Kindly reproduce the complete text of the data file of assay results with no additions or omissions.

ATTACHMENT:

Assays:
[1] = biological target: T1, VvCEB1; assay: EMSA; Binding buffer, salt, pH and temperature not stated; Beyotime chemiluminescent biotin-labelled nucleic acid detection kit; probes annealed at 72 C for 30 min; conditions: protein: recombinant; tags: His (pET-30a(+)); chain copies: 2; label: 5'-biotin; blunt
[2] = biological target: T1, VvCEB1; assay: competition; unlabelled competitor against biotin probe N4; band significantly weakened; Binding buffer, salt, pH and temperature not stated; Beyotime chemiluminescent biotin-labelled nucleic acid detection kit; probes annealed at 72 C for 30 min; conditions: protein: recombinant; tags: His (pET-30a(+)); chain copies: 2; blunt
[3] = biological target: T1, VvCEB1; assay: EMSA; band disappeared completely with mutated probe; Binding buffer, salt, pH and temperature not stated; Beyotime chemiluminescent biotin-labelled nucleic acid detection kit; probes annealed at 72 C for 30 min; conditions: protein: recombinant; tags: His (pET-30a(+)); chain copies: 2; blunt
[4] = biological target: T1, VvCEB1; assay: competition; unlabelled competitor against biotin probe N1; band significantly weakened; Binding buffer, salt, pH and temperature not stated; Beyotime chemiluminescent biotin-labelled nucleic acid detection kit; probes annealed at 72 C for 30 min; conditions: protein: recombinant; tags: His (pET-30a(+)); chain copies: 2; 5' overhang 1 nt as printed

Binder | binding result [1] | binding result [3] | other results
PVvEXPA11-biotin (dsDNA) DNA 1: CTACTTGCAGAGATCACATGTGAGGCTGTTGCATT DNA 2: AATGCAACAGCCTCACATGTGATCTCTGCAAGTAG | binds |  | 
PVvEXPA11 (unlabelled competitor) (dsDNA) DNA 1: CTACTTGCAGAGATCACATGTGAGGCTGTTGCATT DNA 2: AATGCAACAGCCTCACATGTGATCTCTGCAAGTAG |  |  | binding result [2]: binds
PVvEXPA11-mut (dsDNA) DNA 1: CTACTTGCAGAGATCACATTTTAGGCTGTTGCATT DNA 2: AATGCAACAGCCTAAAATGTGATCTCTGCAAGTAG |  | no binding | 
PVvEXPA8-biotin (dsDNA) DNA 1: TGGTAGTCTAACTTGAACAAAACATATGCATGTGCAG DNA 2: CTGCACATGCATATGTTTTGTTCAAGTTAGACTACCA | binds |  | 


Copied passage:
Assays:
[1] = biological target: T1, VvCEB1; assay: EMSA; Binding buffer, salt, pH and temperature not stated; Beyotime chemiluminescent biotin-labelled nucleic acid detection kit; probes annealed at 72 C for 30 min; conditions: protein: recombinant; tags: His (pET-30a(+)); chain copies: 2; label: 5'-biotin; blunt
[2] = biological target: T1, VvCEB1; assay: competition; unlabelled competitor against biotin probe N4; band significantly weakened; Binding buffer, salt, pH and temperature not stated; Beyotime chemiluminescent biotin-labelled nucleic acid detection kit; probes annealed at 72 C for 30 min; conditions: protein: recombinant; tags: His (pET-30a(+)); chain copies: 2; blunt
[3] = biological target: T1, VvCEB1; assay: EMSA; band disappeared completely with mutated probe; Binding buffer, salt, pH and temperature not stated; Beyotime chemiluminescent biotin-labelled nucleic acid detection kit; probes annealed at 72 C for 30 min; conditions: protein: recombinant; tags: His (pET-30a(+)); chain copies: 2; blunt
[4] = biological target: T1, VvCEB1; assay: competition; unlabelled competitor against biotin probe N1; band significantly weakened; Binding buffer, salt, pH and temperature not stated; Beyotime chemiluminescent biotin-labelled nucleic acid detection kit; probes annealed at 72 C for 30 min; conditions: protein: recombinant; tags: His (pET-30a(+)); chain copies: 2; 5' overhang 1 nt as printed

Binder | binding result [1] | binding result [3] | other results
PVvEXPA11-biotin (dsDNA) DNA 1: CTACTTGCAGAGATCACATGTGAGGCTGTTGCATT DNA 2: AATGCAACAGCCTCACATGTGATCTCTGCAAGTAG | binds |  | 
PVvEXPA11 (unlabelled competitor) (dsDNA) DNA 1: CTACTTGCAGAGATCACATGTGAGGCTGTTGCATT DNA 2: AATGCAACAGCCTCACATGTGATCTCTGCAAGTAG |  |  | binding result [2]: binds
PVvEXPA11-mut (dsDNA) DNA 1: CTACTTGCAGAGATCACATTTTAGGCTGTTGCATT DNA 2: AATGCAACAGCCTAAAATGTGATCTCTGCAAGTAG |  | no binding | 
PVvEXPA8-biotin (dsDNA) DNA 1: TGGTAGTCTAACTTGAACAAAACATATGCATGTGCAG DNA 2: CTGCACATGCATATGTTTTGTTCAAGTTAGACTACCA | binds |  | 